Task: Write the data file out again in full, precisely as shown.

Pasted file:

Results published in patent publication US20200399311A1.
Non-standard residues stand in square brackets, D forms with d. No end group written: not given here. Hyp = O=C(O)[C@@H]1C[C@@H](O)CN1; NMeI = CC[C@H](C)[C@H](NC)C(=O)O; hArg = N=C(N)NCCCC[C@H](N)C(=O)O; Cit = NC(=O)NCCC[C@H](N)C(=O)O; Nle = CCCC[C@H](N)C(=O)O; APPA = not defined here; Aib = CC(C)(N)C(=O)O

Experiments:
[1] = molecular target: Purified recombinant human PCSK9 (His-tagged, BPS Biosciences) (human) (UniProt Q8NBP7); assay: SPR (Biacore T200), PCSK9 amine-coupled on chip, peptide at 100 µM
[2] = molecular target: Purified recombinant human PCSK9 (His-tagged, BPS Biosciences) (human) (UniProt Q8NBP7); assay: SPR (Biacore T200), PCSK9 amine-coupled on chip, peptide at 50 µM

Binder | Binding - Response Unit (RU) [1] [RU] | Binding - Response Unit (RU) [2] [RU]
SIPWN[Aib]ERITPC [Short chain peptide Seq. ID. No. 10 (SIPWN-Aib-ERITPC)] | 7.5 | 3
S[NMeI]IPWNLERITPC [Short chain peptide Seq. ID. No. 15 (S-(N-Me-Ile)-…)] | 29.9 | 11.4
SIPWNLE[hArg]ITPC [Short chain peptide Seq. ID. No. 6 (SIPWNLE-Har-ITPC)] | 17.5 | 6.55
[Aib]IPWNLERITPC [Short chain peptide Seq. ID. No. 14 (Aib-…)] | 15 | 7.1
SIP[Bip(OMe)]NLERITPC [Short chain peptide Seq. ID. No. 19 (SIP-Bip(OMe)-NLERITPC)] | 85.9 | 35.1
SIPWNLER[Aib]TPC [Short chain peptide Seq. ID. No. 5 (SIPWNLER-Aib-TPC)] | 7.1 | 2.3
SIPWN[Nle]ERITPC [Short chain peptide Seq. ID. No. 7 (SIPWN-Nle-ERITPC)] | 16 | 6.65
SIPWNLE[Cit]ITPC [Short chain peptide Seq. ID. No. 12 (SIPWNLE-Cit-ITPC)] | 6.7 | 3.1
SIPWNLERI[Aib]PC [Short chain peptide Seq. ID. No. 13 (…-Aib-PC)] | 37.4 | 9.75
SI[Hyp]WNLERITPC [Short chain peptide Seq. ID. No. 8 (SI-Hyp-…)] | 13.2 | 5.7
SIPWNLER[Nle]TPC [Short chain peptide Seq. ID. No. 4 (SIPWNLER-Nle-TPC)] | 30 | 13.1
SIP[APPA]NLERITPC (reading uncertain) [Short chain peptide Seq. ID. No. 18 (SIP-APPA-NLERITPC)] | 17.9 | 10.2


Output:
Results published in patent publication US20200399311A1.
Non-standard residues stand in square brackets, D forms with d. No end group written: not given here. Hyp = O=C(O)[C@@H]1C[C@@H](O)CN1; NMeI = CC[C@H](C)[C@H](NC)C(=O)O; hArg = N=C(N)NCCCC[C@H](N)C(=O)O; Cit = NC(=O)NCCC[C@H](N)C(=O)O; Nle = CCCC[C@H](N)C(=O)O; APPA = not defined here; Aib = CC(C)(N)C(=O)O

Experiments:
[1] = molecular target: Purified recombinant human PCSK9 (His-tagged, BPS Biosciences) (human) (UniProt Q8NBP7); assay: SPR (Biacore T200), PCSK9 amine-coupled on chip, peptide at 100 µM
[2] = molecular target: Purified recombinant human PCSK9 (His-tagged, BPS Biosciences) (human) (UniProt Q8NBP7); assay: SPR (Biacore T200), PCSK9 amine-coupled on chip, peptide at 50 µM

Binder | Binding - Response Unit (RU) [1] [RU] | Binding - Response Unit (RU) [2] [RU]
SIPWN[Aib]ERITPC [Short chain peptide Seq. ID. No. 10 (SIPWN-Aib-ERITPC)] | 7.5 | 3
S[NMeI]IPWNLERITPC [Short chain peptide Seq. ID. No. 15 (S-(N-Me-Ile)-…)] | 29.9 | 11.4
SIPWNLE[hArg]ITPC [Short chain peptide Seq. ID. No. 6 (SIPWNLE-Har-ITPC)] | 17.5 | 6.55
[Aib]IPWNLERITPC [Short chain peptide Seq. ID. No. 14 (Aib-…)] | 15 | 7.1
SIP[Bip(OMe)]NLERITPC [Short chain peptide Seq. ID. No. 19 (SIP-Bip(OMe)-NLERITPC)] | 85.9 | 35.1
SIPWNLER[Aib]TPC [Short chain peptide Seq. ID. No. 5 (SIPWNLER-Aib-TPC)] | 7.1 | 2.3
SIPWN[Nle]ERITPC [Short chain peptide Seq. ID. No. 7 (SIPWN-Nle-ERITPC)] | 16 | 6.65
SIPWNLE[Cit]ITPC [Short chain peptide Seq. ID. No. 12 (SIPWNLE-Cit-ITPC)] | 6.7 | 3.1
SIPWNLERI[Aib]PC [Short chain peptide Seq. ID. No. 13 (…-Aib-PC)] | 37.4 | 9.75
SI[Hyp]WNLERITPC [Short chain peptide Seq. ID. No. 8 (SI-Hyp-…)] | 13.2 | 5.7
SIPWNLER[Nle]TPC [Short chain peptide Seq. ID. No. 4 (SIPWNLER-Nle-TPC)] | 30 | 13.1
SIP[APPA]NLERITPC (reading uncertain) [Short chain peptide Seq. ID. No. 18 (SIP-APPA-NLERITPC)] | 17.9 | 10.2